“The tradition continues,” said Gloria Rocchio of the Ward Melville Heritage Organization in Stony Brook. She spoke Monday of the recently planted Norway spruce on the Stony Brook Village green.
The original Norway spruce, approximately 100 years old and 48 feet tall, had served as the village’s Christmas tree for over 50 years. Stony Brook benefactor Ward Melville himself began the annual tree lighting as a community event. But age finally got to the beautiful evergreen and it had to be taken down, a sad happening on April 19. “It took so long for it to grow,” said Rocchio, “and it came down so fast,” adding “it was a very cloudy day, but we all had sunglasses on.”
The wood from the old tree has been saved. Rocchio contacted Michael Daum of the Long Island Wood Carvers Association. Carvings will be created from the wood of the downed tree. Some will be on display at the WMHO Educational and Cultural Center and some will be available for purchase for a donation.
A fund had been set up to pay for the new tree. Specimens of the size and quality needed for the site are very expensive, as is shipping and installation. “We did get scores of people who donated toward the new tree,” said Rocchio. “Then Virginia Damianos passed away somewhat suddenly and the Damianos family wanted to have this as a memorial to her… People donated toward that fund [in her memory]. Then [the Damianos family] made up the difference to make it happen.”
“Mom loved and adored Stony Brook Village,” said Bonnie Rampone. “She was well known among the shopkeepers and faithfully supported them. Our family lived next to the duck pond on Main Street. When we first moved to Stony Brook, Dad’s medical practice was located in the house. … My brothers and sisters and I all share fond memories of growing up in the village.”
When the family moved to Crane Neck, Virginia Damianos maintained her connection with the area. “Mom insisted on maintaining their post office box in Stony Brook,” Rampone said. “The village was her meeting place, a very special part of her daily routine. ”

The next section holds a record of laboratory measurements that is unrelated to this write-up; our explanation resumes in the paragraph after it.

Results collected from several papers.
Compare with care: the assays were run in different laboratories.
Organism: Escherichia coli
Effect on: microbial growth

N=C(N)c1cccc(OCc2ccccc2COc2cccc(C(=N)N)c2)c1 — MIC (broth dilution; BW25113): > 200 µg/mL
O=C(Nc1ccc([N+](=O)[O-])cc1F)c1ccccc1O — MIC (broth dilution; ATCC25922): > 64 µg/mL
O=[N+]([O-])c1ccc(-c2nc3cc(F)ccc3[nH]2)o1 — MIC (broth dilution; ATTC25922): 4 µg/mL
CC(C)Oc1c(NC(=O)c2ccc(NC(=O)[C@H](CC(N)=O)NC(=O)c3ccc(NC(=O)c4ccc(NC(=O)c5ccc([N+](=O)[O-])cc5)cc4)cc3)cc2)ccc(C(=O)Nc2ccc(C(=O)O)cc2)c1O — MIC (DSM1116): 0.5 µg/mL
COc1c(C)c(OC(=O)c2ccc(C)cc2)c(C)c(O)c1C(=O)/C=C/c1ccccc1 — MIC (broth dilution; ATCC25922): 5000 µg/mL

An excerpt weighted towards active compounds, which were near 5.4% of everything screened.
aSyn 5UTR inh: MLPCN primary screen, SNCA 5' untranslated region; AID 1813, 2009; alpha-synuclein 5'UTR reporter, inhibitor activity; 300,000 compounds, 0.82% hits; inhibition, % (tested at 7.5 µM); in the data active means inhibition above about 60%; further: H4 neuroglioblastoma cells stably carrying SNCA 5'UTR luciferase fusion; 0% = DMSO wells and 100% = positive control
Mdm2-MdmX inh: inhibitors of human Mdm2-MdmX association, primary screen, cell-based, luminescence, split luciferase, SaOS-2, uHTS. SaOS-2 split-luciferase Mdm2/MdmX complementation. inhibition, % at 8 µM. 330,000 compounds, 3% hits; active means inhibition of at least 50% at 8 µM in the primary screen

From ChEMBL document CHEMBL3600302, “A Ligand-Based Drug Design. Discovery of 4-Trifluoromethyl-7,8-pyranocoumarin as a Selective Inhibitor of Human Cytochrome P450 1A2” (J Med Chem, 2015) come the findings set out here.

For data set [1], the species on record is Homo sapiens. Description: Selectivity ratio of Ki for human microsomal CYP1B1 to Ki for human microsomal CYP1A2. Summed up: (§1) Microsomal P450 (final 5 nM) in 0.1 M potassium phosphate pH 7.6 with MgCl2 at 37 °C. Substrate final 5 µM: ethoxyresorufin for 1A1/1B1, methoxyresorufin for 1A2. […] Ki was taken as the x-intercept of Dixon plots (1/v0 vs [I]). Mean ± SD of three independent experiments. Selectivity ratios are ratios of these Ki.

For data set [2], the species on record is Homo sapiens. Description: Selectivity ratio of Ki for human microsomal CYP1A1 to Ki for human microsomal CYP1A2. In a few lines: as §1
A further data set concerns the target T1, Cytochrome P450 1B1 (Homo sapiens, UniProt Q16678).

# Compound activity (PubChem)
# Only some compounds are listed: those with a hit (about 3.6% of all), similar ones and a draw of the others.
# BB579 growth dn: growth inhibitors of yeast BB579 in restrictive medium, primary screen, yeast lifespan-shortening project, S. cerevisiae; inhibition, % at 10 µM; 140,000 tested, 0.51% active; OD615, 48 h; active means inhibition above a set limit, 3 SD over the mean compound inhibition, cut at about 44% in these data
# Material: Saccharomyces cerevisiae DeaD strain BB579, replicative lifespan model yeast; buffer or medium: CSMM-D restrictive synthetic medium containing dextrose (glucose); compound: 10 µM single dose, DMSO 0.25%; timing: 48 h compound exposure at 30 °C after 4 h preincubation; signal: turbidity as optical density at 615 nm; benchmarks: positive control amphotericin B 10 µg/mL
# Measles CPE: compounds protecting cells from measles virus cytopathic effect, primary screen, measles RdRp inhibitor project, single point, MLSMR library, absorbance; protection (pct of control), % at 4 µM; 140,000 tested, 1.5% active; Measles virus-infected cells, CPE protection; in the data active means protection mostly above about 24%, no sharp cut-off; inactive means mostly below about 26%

From left: Pelly, Marilyn and Nicholas Damianos, Bonnie Rampone, Dimitri, Beth, Chris and John Damianos, with Chuck Rampone in the rear.
Rampone remembered her mother participating in many activities in the village. “Some of her favorites were the Concerts on the Green, the Halloween Scarecrow contests, the Christmas tree lighting ceremony and attending the plays and luncheons at the Educational and Cultural Center.”
“Mom instilled in us the importance of giving back to the community where we were raised,” she added. “We are pleased to plant this beautiful Norway spruce in memory of our mother.”
Selecting the new tree, about 15,000 pounds and 34 feet tall, required quite a bit of traveling, Rocchio said. Members of the Damianos family and the Rocchios “traveled to New Jersey — it was a six-hour trip — to pick out the tree. … Today we just came back from picking out a boulder [that] will have a bronze plaque on it.”
“This is a new legacy for new generations of people,” said Rocchio. Bringing the story full circle, there will be a dedication ceremony in several months. “Everyone who donated will be invited,” Rocchio said.
Original article written by Ellen Barcell, of the Village Times Herald on April 28th, 2010.